One of the biggest challenges the IT sector was faced with following the outbreak of COVID-19 in 2020 was to adapt to the inevitable culture of working from home.
Across the world, employees were abruptly asked to leave their workstations as an emergency evacuation measure with the threat of the virus in the air.
What began as a temporary disaster-management step was soon to be declared the 'new normal'.
The uncertainty around when or if business as usual would resume led to complacency among many and burnout among others.
Whatever the preferences or challenges may be, with COVID-19 restrictions being eased, vaccines being made compulsory, and the pandemic receding, many organisations are beginning to open doors for employees to return to the office, either full-time or via a hybrid model.
Do people want to return to office?
According to a poll by management consultancy Advanced Workplace Associates, which surveyed nearly 10,000 people around the world, only 3 per cent of white collar workers wanted to return to the office five days a week. A vast majority (86 per cent) wanted to work from home at least two days per week.
Having no commute and saving money were listed as the biggest advantages of working from home.
However, while this model might seem convenient in the short term, the cons of this arrangement outweigh the pros in the long term.
Why return to the office?
Overworking and tech problems remain key downsides to working from home.
But that's not all. There are several perks of being physically present in the office and these are crucial enough for employees to definitely return to office.
Here are five reasons why returning to the office is beneficial for employees and employers.
Culture and community
According to a report by Ernst & Young, the culture of an organisation has a proven influence on the performance of a business in terms of revenue growth, net income, productivity, creativity and employee retention.
But it's not about the employer or the business alone.
The culture of an organisation has a bearing on employees' well-being at work. It provides a framework for increased engagement, interactions and discussions and gives them a sense of belonging.
Culture acts as a strong support system and facilitates personal development of employees if they are all based out of one location rather than working in silos.
An office is the representation of the culture of any organisation. It encourages employees to identify with the brand and helps them become better representatives of the brand they are working for, thereby ensuring overall development and mutual growth of the organisation and the employees.
A Harvard Business Review report found that while working from home had enabled many to choose the hours they wanted to work and to schedule their work time around other responsibilities, such as child care and household chores, it had definitely thrown work-life balance out of gear.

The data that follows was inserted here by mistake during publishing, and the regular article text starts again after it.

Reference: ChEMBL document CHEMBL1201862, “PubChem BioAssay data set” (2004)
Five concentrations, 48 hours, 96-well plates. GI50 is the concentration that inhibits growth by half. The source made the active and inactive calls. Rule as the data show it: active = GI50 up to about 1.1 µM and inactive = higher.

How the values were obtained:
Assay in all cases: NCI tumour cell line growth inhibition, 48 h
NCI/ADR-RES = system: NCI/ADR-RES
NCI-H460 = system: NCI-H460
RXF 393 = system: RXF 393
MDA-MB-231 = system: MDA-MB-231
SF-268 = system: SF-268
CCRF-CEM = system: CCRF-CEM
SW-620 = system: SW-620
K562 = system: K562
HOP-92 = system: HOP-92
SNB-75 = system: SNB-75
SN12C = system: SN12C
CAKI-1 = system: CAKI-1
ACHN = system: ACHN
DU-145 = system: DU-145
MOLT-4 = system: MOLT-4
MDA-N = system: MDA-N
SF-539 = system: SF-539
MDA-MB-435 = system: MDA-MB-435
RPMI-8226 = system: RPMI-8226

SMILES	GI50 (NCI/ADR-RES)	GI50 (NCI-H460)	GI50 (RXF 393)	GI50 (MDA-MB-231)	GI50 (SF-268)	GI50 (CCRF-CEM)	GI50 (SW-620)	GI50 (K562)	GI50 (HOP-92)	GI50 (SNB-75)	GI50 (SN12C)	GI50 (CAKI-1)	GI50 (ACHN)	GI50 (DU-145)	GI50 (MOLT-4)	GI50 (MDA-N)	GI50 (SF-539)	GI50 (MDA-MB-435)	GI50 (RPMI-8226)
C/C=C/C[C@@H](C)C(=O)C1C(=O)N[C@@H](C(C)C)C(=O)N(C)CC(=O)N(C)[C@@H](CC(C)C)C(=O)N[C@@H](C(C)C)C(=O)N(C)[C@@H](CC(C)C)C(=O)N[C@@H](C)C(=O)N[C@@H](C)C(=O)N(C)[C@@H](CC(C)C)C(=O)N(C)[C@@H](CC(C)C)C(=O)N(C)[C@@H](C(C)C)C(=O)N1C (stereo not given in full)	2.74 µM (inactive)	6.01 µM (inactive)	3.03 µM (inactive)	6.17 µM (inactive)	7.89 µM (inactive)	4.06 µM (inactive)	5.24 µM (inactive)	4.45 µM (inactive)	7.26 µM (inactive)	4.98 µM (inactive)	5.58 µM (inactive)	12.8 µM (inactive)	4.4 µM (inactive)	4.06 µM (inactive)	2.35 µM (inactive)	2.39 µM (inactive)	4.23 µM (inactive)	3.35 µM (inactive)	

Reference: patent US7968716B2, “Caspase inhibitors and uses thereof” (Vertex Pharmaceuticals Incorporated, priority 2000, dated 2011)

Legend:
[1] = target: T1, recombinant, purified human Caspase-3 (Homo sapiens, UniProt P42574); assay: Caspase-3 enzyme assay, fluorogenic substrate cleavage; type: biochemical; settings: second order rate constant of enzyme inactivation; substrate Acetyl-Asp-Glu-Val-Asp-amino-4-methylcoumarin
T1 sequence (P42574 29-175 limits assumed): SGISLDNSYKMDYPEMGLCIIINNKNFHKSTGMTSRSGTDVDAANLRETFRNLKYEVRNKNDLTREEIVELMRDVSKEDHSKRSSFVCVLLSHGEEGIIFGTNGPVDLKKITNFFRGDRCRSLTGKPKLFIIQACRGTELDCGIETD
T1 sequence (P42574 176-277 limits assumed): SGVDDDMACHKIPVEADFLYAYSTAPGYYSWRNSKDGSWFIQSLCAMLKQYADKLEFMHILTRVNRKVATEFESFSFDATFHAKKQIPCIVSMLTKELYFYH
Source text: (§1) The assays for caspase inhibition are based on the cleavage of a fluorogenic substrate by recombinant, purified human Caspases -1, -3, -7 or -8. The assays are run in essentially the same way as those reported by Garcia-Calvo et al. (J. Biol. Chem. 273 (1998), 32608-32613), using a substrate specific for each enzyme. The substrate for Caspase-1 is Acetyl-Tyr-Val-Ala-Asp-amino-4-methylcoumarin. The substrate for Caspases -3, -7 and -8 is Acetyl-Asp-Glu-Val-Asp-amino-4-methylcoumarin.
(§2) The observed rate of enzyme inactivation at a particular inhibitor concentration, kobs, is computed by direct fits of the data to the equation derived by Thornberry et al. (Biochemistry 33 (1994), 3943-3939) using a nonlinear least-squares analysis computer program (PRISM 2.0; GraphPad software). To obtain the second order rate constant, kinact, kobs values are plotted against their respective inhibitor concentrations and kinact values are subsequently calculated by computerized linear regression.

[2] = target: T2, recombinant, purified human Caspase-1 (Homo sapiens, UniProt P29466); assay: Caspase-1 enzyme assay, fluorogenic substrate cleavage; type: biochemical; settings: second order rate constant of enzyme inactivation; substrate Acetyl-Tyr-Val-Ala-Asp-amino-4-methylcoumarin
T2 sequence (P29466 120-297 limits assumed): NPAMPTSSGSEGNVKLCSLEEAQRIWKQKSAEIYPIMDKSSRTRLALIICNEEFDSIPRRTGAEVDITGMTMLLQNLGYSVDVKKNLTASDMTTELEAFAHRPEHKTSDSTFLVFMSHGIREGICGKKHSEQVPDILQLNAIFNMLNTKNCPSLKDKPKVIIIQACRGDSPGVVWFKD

It is a general human tendency to attend to personal matters first, either as priority or as a way to procrastinate.
On account of this pattern, employees are finding themselves stretching their work hours and feeling burnt out.
Working from the office ensures employees dedicate focused attention to work-related matters, which expedites completion of projects and, hence, increases productivity.
It also subliminally encourages employees to avoid carrying work back home.
Working from home over an extended period can reduce people's networking and interactions to only the people they directly need to work with and takes away the opportunity to bond with other teams.
Being physically present in the office gives employees more time and exposure to connect with people they may not directly interact with everyday.
These spontaneous interactions with people across teams provide different perspectives about the business or the organisation. As a result, there are greater learning and growth opportunities.
Face-to-face interactions are always more effective and personalised. The potential for misunderstanding or miscommunication is higher through video calls because it can be hard to read a person's body language and expressions accurately.
When it comes to growth and promotions, the perks of working from the office far outweigh the benefits of remote working.
Despite the best efforts by organisations to implement ways to track employee productivity, managers have found it difficult to monitor the performance of remote workers, especially in real time.
Regular monitoring can be misconstrued as micromanagement, and employees can have negative reactions to too much interference from their managers.
On the flip side, if an employee is not constantly being monitored, managers may construe temporary absence or a lag in response time as a sign of poor performance.
Setting goals and targets for the team and measuring them is easier when the team is present in the office, where they can be managed and monitored more effectively.
Problem solving is faster when there is no hurdle of virtual interaction and this might expedite learning.
It is easier to identify and remedy any performance-related issues at an early stage.
Better connectivity and ergonomics
An office guarantees certain workplace standards by law.
The internet connection is always more stable in the office than a personal connection, given the infrastructure capacity.
Remote workers can sometimes, if not often, run into internet problems, causing delays in work and disruptions to virtual calls.
There's also easy access to IT support in an office.
Though many large organisations paid employees to set up a home office or to buy suitable office furniture, including a desk and chair, the ergonomics facilities in an office remain more conducive to long hours of sitting.